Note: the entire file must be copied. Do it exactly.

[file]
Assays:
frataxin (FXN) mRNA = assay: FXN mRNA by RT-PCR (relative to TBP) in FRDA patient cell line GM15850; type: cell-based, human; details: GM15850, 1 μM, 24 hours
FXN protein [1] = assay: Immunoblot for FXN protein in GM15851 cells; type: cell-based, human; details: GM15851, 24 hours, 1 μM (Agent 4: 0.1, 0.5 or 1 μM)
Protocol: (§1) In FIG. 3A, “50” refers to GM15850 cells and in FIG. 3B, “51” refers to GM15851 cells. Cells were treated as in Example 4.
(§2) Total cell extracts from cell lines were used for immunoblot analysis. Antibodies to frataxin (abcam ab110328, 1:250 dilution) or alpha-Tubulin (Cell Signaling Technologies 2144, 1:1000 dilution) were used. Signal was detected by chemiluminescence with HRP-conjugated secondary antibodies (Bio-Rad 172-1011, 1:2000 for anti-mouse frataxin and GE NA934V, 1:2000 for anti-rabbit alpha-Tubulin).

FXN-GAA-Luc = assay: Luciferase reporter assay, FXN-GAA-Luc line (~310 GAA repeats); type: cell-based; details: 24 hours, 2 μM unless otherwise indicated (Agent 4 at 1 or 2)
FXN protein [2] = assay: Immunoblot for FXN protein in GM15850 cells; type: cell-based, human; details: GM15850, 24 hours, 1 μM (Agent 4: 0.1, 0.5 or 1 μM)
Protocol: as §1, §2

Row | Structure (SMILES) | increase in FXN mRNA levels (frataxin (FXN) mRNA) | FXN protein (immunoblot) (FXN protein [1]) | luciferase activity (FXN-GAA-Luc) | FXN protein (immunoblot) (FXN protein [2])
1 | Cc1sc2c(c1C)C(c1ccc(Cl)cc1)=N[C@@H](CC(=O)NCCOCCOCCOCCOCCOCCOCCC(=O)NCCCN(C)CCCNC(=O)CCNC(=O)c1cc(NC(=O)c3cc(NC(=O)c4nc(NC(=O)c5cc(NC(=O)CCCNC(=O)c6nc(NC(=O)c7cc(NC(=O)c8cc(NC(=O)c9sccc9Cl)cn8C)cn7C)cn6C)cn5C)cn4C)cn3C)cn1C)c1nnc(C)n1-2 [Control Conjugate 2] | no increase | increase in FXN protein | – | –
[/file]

Assays:
frataxin (FXN) mRNA = assay: FXN mRNA by RT-PCR (relative to TBP) in FRDA patient cell line GM15850; type: cell-based, human; details: GM15850, 1 μM, 24 hours
FXN protein [1] = assay: Immunoblot for FXN protein in GM15851 cells; type: cell-based, human; details: GM15851, 24 hours, 1 μM (Agent 4: 0.1, 0.5 or 1 μM)
Protocol: (§1) In FIG. 3A, “50” refers to GM15850 cells and in FIG. 3B, “51” refers to GM15851 cells. Cells were treated as in Example 4.
(§2) Total cell extracts from cell lines were used for immunoblot analysis. Antibodies to frataxin (abcam ab110328, 1:250 dilution) or alpha-Tubulin (Cell Signaling Technologies 2144, 1:1000 dilution) were used. Signal was detected by chemiluminescence with HRP-conjugated secondary antibodies (Bio-Rad 172-1011, 1:2000 for anti-mouse frataxin and GE NA934V, 1:2000 for anti-rabbit alpha-Tubulin).

FXN-GAA-Luc = assay: Luciferase reporter assay, FXN-GAA-Luc line (~310 GAA repeats); type: cell-based; details: 24 hours, 2 μM unless otherwise indicated (Agent 4 at 1 or 2)
FXN protein [2] = assay: Immunoblot for FXN protein in GM15850 cells; type: cell-based, human; details: GM15850, 24 hours, 1 μM (Agent 4: 0.1, 0.5 or 1 μM)
Protocol: as §1, §2

Row | Structure (SMILES) | increase in FXN mRNA levels (frataxin (FXN) mRNA) | FXN protein (immunoblot) (FXN protein [1]) | luciferase activity (FXN-GAA-Luc) | FXN protein (immunoblot) (FXN protein [2])
1 | Cc1sc2c(c1C)C(c1ccc(Cl)cc1)=N[C@@H](CC(=O)NCCOCCOCCOCCOCCOCCOCCC(=O)NCCCN(C)CCCNC(=O)CCNC(=O)c1cc(NC(=O)c3cc(NC(=O)c4nc(NC(=O)c5cc(NC(=O)CCCNC(=O)c6nc(NC(=O)c7cc(NC(=O)c8cc(NC(=O)c9sccc9Cl)cn8C)cn7C)cn6C)cn5C)cn4C)cn3C)cn1C)c1nnc(C)n1-2 [Control Conjugate 2] | no increase | increase in FXN protein | – | –